stool and globe.The Peace and Conflict Studies department at Conrad Grebel University College envisions peace holistically as a healthy society where communities and individuals flourish. Peace involves just relationships among its members; it is a space where all people are welcome to pursue goals that enhance the well-being of themselves, their communities, and their environment. Building a culture of peace requires the efforts and responsibilities of individuals or groups of individuals who will intersect all sectors of society.

Rooted in this holistic vision of peace, the Master of Peace and Conflict Studies (MPACS) program is premised on the belief that an effective and healthy society is one in which the state, the marketplace, and civil society act as equally-balancing building blocks. As the three-legged stool diagram illustrates, if one sector governs or overrides the others, like the dominant leg of a stool, the overall structure becomes unstable — unable to carry the "load" of peace. When stress occurs and the ground begins to shake, people run the risk of "falling off" or being left out of the equation. More serious yet, in times of extreme crisis or catastrophe, an unbalanced stool can collapse entirely under the dynamics of unequal weight. Not only must all three sectors of society be strong, but they must function in relationship to one another. They must work together while performing their respective functions, supporting proportions of the load in different areas of the terrain.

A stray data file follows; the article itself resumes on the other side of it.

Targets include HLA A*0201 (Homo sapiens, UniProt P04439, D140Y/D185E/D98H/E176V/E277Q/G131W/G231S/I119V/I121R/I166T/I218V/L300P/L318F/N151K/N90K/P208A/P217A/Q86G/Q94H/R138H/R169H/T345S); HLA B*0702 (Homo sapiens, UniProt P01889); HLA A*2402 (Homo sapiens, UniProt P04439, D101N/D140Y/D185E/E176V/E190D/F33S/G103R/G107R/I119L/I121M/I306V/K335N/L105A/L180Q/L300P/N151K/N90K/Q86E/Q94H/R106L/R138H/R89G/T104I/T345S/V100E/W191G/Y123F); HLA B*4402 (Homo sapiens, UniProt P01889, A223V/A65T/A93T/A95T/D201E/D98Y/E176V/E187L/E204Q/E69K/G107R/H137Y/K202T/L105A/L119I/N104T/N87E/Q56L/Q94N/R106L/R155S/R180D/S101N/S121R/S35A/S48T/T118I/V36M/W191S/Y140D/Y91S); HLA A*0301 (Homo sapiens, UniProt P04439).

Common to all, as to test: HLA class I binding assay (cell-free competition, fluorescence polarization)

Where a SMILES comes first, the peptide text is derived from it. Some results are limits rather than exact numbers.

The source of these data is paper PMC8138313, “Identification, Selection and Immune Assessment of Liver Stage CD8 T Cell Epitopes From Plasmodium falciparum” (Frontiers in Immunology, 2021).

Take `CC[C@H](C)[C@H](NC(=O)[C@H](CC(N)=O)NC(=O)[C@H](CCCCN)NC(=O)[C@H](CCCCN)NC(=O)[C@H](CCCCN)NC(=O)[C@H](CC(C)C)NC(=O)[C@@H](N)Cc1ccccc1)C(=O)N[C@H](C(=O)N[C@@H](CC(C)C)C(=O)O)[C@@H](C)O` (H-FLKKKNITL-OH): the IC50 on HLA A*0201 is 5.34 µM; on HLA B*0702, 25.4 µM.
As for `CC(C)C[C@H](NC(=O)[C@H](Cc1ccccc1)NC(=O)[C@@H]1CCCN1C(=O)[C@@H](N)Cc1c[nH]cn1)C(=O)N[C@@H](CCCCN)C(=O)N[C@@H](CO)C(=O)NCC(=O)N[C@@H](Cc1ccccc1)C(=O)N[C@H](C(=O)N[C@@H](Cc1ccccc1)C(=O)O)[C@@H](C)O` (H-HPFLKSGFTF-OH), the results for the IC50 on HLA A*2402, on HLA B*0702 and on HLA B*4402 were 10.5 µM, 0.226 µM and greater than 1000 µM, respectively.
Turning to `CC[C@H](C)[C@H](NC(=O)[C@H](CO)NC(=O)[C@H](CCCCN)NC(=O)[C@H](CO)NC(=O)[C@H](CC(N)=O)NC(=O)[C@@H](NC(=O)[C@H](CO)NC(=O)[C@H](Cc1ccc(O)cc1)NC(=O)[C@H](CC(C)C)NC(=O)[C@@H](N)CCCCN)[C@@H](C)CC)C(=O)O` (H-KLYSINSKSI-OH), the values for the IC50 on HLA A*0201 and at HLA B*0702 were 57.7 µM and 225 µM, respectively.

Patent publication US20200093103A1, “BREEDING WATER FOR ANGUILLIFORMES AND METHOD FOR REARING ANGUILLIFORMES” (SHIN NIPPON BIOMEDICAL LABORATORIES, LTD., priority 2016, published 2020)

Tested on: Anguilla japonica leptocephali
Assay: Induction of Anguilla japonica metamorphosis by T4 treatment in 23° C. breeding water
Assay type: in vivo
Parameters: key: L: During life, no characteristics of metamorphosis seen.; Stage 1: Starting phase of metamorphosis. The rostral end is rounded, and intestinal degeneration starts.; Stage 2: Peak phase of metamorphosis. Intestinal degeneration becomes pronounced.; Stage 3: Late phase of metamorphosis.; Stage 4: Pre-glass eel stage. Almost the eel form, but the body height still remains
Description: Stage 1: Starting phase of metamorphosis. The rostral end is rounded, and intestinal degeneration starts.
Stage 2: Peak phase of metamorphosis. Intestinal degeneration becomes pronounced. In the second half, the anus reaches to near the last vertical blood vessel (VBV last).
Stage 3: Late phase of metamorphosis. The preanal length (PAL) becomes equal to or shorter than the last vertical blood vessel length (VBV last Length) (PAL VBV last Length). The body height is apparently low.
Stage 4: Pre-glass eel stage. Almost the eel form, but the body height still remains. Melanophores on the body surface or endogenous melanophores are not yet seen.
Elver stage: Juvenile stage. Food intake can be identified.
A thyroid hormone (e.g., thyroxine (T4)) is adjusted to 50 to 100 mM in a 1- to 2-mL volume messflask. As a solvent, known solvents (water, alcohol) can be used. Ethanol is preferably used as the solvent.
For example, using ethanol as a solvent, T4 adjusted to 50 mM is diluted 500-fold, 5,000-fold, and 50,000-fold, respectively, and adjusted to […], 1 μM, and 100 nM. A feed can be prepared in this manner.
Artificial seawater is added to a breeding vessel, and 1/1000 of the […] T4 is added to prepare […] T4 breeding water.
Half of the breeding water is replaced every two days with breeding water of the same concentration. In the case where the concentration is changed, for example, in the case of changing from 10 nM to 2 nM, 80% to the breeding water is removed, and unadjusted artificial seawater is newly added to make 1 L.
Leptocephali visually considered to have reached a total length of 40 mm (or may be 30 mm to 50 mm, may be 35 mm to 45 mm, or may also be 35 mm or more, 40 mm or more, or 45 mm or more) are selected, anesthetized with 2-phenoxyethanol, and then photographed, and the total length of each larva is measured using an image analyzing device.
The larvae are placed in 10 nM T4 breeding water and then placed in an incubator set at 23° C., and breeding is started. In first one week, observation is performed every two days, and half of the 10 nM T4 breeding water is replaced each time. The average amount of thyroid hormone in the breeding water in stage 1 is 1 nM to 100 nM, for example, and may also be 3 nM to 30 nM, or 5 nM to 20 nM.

Why civil society?

While recognizing the importance of all three sectors in building an effective and healthy society, the MPACS program will focus on the pivotal role that civil society plays as the glue that binds a nation together across sectors and towards a common goal. Civil society institutions are sometimes described as the "long shadow of a peacemaker" as their impact and ripple effect often far exceeds the capability of any one person. While this sector is as essential in building a peaceable world as is government or business, it is often under-emphasized in academia and its role misunderstood. MPACS’ focus on civil society, then, seeks to provide a perspective on peace that is often overlooked in other graduate programs.

Program Pyramid

The MPACS program is modelled after this approach to peace, working under the influence of equal importance between state, marketplace, and civil society. Where these three building blocks meet is where MPACS courses are founded. The diagram below illustrates how MPACS courses fit into this model: 

program pyramid